• Note from

    the Editors

    After the dream they set out in search of that city;

    they never found it, but they found one another; they

    decided to build a city like the one in the dream.

    Italo Calvino, Invisible Cities

     

    The impetus for this issue was born out one of those conversations that take place in the city – during one of those moments where amidst the constant cacophony of the city, we find an other with whom we can share a moment of imagined quiet, and in the imagined quiet, allow errant thoughts to be formed into words and carelessly uttered.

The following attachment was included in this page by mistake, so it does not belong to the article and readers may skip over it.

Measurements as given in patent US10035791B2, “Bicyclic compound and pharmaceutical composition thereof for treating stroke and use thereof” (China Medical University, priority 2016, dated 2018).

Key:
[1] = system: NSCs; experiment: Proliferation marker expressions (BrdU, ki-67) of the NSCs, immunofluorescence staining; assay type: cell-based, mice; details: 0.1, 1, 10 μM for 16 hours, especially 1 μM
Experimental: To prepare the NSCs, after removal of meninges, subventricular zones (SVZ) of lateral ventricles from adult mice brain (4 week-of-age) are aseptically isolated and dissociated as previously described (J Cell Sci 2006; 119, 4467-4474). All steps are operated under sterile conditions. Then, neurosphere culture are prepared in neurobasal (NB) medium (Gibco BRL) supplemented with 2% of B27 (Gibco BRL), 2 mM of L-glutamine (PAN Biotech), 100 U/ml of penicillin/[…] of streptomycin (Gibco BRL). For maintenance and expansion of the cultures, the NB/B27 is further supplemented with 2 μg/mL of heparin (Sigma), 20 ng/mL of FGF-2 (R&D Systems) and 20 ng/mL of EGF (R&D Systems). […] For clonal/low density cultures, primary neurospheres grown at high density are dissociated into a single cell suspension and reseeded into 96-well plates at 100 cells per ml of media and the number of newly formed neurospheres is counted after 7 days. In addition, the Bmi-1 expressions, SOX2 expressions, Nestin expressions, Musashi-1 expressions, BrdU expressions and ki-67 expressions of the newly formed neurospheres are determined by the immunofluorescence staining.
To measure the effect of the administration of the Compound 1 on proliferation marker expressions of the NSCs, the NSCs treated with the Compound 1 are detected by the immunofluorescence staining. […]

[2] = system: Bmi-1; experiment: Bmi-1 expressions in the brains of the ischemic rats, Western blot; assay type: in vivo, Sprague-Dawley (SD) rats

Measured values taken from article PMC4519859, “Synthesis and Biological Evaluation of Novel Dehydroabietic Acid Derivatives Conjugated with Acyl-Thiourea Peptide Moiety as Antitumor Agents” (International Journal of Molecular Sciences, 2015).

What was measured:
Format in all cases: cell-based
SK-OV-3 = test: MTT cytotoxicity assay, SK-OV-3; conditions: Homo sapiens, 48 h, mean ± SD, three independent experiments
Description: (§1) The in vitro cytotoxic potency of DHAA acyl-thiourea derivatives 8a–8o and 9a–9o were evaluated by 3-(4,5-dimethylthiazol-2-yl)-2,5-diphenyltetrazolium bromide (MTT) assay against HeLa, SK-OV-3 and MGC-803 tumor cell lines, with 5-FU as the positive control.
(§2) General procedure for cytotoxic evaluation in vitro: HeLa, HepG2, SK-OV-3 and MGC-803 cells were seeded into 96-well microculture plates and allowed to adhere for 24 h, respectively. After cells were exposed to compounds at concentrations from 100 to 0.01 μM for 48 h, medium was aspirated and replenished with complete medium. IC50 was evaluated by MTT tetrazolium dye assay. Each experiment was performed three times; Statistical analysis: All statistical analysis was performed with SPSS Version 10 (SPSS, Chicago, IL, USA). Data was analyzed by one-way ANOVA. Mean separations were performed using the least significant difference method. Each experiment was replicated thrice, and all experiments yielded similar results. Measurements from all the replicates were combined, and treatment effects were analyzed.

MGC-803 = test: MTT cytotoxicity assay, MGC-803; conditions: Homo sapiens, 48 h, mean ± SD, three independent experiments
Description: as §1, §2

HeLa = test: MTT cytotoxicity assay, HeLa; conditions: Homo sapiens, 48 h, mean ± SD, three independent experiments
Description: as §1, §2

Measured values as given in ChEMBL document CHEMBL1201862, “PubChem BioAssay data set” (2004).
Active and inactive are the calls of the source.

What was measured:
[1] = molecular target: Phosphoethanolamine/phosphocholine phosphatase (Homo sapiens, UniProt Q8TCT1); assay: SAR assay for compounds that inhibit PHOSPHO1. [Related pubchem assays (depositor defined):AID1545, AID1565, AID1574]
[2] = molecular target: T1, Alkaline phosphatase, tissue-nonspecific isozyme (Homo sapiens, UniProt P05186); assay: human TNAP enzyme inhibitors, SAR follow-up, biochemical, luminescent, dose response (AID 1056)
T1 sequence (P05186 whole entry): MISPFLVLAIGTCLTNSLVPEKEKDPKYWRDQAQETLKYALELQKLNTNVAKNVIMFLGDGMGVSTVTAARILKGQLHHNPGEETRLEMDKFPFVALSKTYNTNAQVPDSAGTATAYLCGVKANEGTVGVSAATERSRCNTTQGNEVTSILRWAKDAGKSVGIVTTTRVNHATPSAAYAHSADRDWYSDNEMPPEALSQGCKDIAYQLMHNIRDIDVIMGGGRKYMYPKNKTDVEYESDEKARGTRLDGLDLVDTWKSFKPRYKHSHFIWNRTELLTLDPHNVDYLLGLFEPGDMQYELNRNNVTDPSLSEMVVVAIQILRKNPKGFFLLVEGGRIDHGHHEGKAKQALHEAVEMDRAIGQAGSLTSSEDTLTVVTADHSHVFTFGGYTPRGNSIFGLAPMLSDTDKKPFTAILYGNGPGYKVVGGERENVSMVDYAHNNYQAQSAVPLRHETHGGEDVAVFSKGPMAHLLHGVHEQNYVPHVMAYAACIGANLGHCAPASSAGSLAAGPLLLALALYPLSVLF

“Do you ever feel like you’re besieged by an endless precession1 of images, imploring you like a belligerent Greek chorus to escape to some other place, a place with yellow earth or red sorghum - or even Chengdu - any place other than where you are?” inquired she, give or take a word or two, and allowing for the possibility that she used words other than these.

     

    “Well, yes,” said we.

     

    In soliciting submissions, and by committing, with as much diligence as we could muster, these submissions to the printed word and the infinite page of the internet, we have perhaps flattered ourselves into thinking that our friend’s words, most likely accidentally arrived at, might be deserving of a more enduring form, and a more ample investigation. Whether this is the case, of course, is up to each reader to decide.

     

    The same could be said of cities.